- Shoemaker, Alfred L. Christmas in Pennsylvania (50th Anniversary Ed.)(Stackpole Books, 2009).
Photo by Author. CC Share-and-share-alike license. Illustrations: “The Jersey Devil,” from Philadelphia Post (1909) (Wikimedia) ; Illustration from “A Visit from St. Nicholas” (Onderdonk, 1848). Both images in the Public Domain.
7 thoughts on “Blog Post 217 – North American Winter Monsters”
Nice post! I wonder if mainstream America (define as you will) doesn’t feel the need for winter monsters because our Halloween celebration is so focused on the monstrous? Scary Christmas might feel repetitive. I agree with you that there is a certain allure to the winter darkness.
I think you’re right that the monstrous really does take precedence at Halloween, Peter. But we definitely also have a deeply embedded need for Yuletide horror, too, which is why Krampus was able to get so popular so quickly (and why we have a whole film genre of holiday horror like Krampus, Black Christmas, Silent Night Deadly Night, and Gremlins)
I agree! I just saw Black Christmas recently. Very creepy and unsettling.
If you like Christmas ghost stories, then I highly recommend the fifties film version of a Christmas Carol starring Alistair Sim. It’s shot in black and white and is very Victorian Gothic. IMDb give it 8.1
I checked and The Britannica says that The Lord of Misrule was active in the medieval to Tudor times, so wouldn’t the practice have died out before the Mayflower set sail?
I’d forgotten about the Mari Llwyd, but if I remember correctly, it was only practiced in certain parts of Wales, but the custom is still practiced by few in Wales. However, that means that a small part of a small population at the time would have practiced the Mari Llwyd, so there’s not much chance of it making it across to The States and surviving just because of lack of practitioners.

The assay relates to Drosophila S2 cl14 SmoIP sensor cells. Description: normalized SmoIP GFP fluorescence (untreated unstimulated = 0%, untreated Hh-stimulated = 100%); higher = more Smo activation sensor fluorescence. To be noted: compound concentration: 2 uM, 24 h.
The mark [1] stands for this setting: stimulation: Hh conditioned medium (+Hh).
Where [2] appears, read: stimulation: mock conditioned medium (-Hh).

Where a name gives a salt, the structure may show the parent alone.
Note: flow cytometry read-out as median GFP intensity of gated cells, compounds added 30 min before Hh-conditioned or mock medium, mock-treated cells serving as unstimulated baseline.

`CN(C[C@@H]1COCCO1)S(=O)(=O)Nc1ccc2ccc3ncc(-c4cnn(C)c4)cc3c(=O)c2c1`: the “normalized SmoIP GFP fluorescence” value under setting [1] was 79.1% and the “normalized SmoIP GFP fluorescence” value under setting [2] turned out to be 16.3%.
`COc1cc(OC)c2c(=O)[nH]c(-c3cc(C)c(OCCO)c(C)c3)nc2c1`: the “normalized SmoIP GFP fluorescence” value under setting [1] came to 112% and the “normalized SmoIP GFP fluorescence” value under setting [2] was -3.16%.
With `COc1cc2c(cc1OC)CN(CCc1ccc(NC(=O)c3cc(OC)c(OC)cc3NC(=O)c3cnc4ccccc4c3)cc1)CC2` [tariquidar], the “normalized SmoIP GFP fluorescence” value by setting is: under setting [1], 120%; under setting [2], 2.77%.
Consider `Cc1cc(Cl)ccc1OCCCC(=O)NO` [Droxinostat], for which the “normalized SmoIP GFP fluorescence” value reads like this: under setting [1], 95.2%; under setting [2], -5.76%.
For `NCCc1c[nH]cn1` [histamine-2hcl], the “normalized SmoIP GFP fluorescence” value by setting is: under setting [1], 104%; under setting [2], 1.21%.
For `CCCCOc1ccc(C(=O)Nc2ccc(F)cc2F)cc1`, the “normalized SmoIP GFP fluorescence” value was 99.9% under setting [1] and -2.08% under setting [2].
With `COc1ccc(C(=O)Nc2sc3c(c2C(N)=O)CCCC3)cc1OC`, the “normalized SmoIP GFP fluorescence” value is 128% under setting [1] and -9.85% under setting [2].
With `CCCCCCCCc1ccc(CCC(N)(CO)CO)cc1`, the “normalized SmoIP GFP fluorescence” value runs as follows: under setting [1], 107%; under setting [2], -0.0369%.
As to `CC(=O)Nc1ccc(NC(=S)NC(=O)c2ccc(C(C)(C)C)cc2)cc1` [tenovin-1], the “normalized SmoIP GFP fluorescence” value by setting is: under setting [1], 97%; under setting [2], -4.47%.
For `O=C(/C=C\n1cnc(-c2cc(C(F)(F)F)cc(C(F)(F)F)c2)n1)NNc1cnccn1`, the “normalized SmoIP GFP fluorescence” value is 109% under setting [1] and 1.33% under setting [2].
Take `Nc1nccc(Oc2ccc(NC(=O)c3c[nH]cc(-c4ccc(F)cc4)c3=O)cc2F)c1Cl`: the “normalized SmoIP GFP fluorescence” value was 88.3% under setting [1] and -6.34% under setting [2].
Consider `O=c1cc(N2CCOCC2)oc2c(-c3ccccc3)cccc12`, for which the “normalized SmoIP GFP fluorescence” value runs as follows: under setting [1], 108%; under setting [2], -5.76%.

Thanks for the post, it was very interesting. I’d like to point out that we in Britain don’t have any winter monsters and since a large part of your population’s ancestors came from Britain they would not have known of this.
Also Scots Protestants (few Catholics in Scotland) stamped down heavily on anything not in the Bible at the Reformation and that is still practiced. For example, Scots Protestants don’t celebrate Lent and the Scottish nation only started to celebrate Christmas again in the 50’s when tellys started getting popular, so I don’t think the blame can be laid at the doors of the Puritans.
Thanks Marguerite! I appreciate the comment. I’m curious about your note that Britain doesn’t have any winter monsters, as I can think of a few (like the Mari Lwyd in Wales or The Lord of Misrule with the Abbot Bromley Horned Dancers or the Dragon or Old ‘Oss in some of the broader mummering/mumming traditions). Maybe it’s just that those monsters are so specifically regional they don’t appear throughout Britain more generally? (Sort of the way Krampus isn’t really “German” but belongs to a sort of Alpine region that includes Austria, a bit of Germany, and even Italy).